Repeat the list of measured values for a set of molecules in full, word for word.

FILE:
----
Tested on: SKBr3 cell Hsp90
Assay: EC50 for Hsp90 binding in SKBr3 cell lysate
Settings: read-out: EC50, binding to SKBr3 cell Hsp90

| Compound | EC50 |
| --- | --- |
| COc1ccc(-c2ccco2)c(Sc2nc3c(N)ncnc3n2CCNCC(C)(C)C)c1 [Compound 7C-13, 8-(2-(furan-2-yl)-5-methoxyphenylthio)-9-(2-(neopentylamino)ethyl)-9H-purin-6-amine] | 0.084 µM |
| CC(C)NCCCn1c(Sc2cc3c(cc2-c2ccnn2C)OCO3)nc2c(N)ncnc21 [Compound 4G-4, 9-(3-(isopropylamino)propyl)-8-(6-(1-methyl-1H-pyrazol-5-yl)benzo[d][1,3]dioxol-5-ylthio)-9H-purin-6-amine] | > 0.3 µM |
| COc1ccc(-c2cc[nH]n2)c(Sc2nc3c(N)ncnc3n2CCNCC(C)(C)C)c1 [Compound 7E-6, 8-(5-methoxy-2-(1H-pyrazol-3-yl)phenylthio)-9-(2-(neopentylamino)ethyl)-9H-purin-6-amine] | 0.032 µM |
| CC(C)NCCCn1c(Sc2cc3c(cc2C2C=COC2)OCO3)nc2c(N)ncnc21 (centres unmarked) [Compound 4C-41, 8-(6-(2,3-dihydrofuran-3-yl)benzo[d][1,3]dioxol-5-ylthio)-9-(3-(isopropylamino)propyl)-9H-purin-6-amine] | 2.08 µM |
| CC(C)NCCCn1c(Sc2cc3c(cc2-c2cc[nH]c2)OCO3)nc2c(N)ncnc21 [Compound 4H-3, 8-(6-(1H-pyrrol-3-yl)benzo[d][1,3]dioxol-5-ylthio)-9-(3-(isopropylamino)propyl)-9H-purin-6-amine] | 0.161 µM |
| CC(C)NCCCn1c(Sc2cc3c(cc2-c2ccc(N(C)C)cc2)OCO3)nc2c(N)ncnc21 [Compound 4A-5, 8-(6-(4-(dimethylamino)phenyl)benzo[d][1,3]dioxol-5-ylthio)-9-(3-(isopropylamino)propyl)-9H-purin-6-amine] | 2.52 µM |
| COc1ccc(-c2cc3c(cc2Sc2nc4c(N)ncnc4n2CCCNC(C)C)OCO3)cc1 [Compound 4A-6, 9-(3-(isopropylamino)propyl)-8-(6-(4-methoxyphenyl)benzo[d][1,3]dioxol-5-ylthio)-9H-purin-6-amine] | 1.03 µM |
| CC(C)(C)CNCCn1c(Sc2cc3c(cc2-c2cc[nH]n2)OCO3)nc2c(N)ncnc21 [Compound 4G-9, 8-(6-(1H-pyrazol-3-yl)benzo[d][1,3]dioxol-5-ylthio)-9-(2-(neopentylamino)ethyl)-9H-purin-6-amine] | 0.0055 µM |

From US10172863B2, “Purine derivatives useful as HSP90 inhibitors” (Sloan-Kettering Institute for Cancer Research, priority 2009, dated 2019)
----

Tested on: SKBr3 cell Hsp90
Assay: EC50 for Hsp90 binding in SKBr3 cell lysate
Settings: read-out: EC50, binding to SKBr3 cell Hsp90

| Compound | EC50 |
| --- | --- |
| COc1ccc(-c2ccco2)c(Sc2nc3c(N)ncnc3n2CCNCC(C)(C)C)c1 [Compound 7C-13, 8-(2-(furan-2-yl)-5-methoxyphenylthio)-9-(2-(neopentylamino)ethyl)-9H-purin-6-amine] | 0.084 µM |
| CC(C)NCCCn1c(Sc2cc3c(cc2-c2ccnn2C)OCO3)nc2c(N)ncnc21 [Compound 4G-4, 9-(3-(isopropylamino)propyl)-8-(6-(1-methyl-1H-pyrazol-5-yl)benzo[d][1,3]dioxol-5-ylthio)-9H-purin-6-amine] | > 0.3 µM |
| COc1ccc(-c2cc[nH]n2)c(Sc2nc3c(N)ncnc3n2CCNCC(C)(C)C)c1 [Compound 7E-6, 8-(5-methoxy-2-(1H-pyrazol-3-yl)phenylthio)-9-(2-(neopentylamino)ethyl)-9H-purin-6-amine] | 0.032 µM |
| CC(C)NCCCn1c(Sc2cc3c(cc2C2C=COC2)OCO3)nc2c(N)ncnc21 (centres unmarked) [Compound 4C-41, 8-(6-(2,3-dihydrofuran-3-yl)benzo[d][1,3]dioxol-5-ylthio)-9-(3-(isopropylamino)propyl)-9H-purin-6-amine] | 2.08 µM |
| CC(C)NCCCn1c(Sc2cc3c(cc2-c2cc[nH]c2)OCO3)nc2c(N)ncnc21 [Compound 4H-3, 8-(6-(1H-pyrrol-3-yl)benzo[d][1,3]dioxol-5-ylthio)-9-(3-(isopropylamino)propyl)-9H-purin-6-amine] | 0.161 µM |
| CC(C)NCCCn1c(Sc2cc3c(cc2-c2ccc(N(C)C)cc2)OCO3)nc2c(N)ncnc21 [Compound 4A-5, 8-(6-(4-(dimethylamino)phenyl)benzo[d][1,3]dioxol-5-ylthio)-9-(3-(isopropylamino)propyl)-9H-purin-6-amine] | 2.52 µM |
| COc1ccc(-c2cc3c(cc2Sc2nc4c(N)ncnc4n2CCCNC(C)C)OCO3)cc1 [Compound 4A-6, 9-(3-(isopropylamino)propyl)-8-(6-(4-methoxyphenyl)benzo[d][1,3]dioxol-5-ylthio)-9H-purin-6-amine] | 1.03 µM |
| CC(C)(C)CNCCn1c(Sc2cc3c(cc2-c2cc[nH]n2)OCO3)nc2c(N)ncnc21 [Compound 4G-9, 8-(6-(1H-pyrazol-3-yl)benzo[d][1,3]dioxol-5-ylthio)-9-(2-(neopentylamino)ethyl)-9H-purin-6-amine] | 0.0055 µM |

From US10172863B2, “Purine derivatives useful as HSP90 inhibitors” (Sloan-Kettering Institute for Cancer Research, priority 2009, dated 2019)